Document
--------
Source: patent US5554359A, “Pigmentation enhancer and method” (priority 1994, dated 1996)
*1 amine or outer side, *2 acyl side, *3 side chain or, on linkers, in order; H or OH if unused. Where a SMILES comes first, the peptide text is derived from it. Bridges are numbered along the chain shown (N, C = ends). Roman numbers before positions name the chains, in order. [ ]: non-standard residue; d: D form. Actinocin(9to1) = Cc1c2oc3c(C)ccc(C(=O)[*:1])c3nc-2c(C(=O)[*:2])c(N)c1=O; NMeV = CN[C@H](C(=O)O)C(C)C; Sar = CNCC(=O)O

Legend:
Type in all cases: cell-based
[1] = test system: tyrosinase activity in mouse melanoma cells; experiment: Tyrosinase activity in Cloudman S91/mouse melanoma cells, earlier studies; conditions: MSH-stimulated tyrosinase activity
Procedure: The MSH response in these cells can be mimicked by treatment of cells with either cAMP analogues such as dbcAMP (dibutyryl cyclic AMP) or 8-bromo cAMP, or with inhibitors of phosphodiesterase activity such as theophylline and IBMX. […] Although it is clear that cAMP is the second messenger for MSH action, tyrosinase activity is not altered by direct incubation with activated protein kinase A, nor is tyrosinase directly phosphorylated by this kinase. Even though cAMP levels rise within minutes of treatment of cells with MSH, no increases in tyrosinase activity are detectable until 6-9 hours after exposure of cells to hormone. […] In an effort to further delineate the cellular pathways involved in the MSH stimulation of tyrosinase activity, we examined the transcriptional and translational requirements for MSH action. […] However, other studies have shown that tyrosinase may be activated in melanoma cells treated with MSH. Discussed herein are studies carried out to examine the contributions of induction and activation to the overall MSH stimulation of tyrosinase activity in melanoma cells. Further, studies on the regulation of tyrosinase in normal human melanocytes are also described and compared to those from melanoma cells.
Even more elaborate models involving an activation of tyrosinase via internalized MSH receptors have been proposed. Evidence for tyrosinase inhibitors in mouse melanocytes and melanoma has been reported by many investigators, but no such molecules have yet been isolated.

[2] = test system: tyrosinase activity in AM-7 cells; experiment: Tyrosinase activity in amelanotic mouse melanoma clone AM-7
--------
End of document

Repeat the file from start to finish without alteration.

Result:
Source: patent US5554359A, “Pigmentation enhancer and method” (priority 1994, dated 1996)
*1 amine or outer side, *2 acyl side, *3 side chain or, on linkers, in order; H or OH if unused. Where a SMILES comes first, the peptide text is derived from it. Bridges are numbered along the chain shown (N, C = ends). Roman numbers before positions name the chains, in order. [ ]: non-standard residue; d: D form. Actinocin(9to1) = Cc1c2oc3c(C)ccc(C(=O)[*:1])c3nc-2c(C(=O)[*:2])c(N)c1=O; NMeV = CN[C@H](C(=O)O)C(C)C; Sar = CNCC(=O)O

Legend:
Type in all cases: cell-based
[1] = test system: tyrosinase activity in mouse melanoma cells; experiment: Tyrosinase activity in Cloudman S91/mouse melanoma cells, earlier studies; conditions: MSH-stimulated tyrosinase activity
Procedure: The MSH response in these cells can be mimicked by treatment of cells with either cAMP analogues such as dbcAMP (dibutyryl cyclic AMP) or 8-bromo cAMP, or with inhibitors of phosphodiesterase activity such as theophylline and IBMX. […] Although it is clear that cAMP is the second messenger for MSH action, tyrosinase activity is not altered by direct incubation with activated protein kinase A, nor is tyrosinase directly phosphorylated by this kinase. Even though cAMP levels rise within minutes of treatment of cells with MSH, no increases in tyrosinase activity are detectable until 6-9 hours after exposure of cells to hormone. […] In an effort to further delineate the cellular pathways involved in the MSH stimulation of tyrosinase activity, we examined the transcriptional and translational requirements for MSH action. […] However, other studies have shown that tyrosinase may be activated in melanoma cells treated with MSH. Discussed herein are studies carried out to examine the contributions of induction and activation to the overall MSH stimulation of tyrosinase activity in melanoma cells. Further, studies on the regulation of tyrosinase in normal human melanocytes are also described and compared to those from melanoma cells.
Even more elaborate models involving an activation of tyrosinase via internalized MSH receptors have been proposed. Evidence for tyrosinase inhibitors in mouse melanocytes and melanoma has been reported by many investigators, but no such molecules have yet been isolated.

[2] = test system: tyrosinase activity in AM-7 cells; experiment: Tyrosinase activity in amelanotic mouse melanoma clone AM-7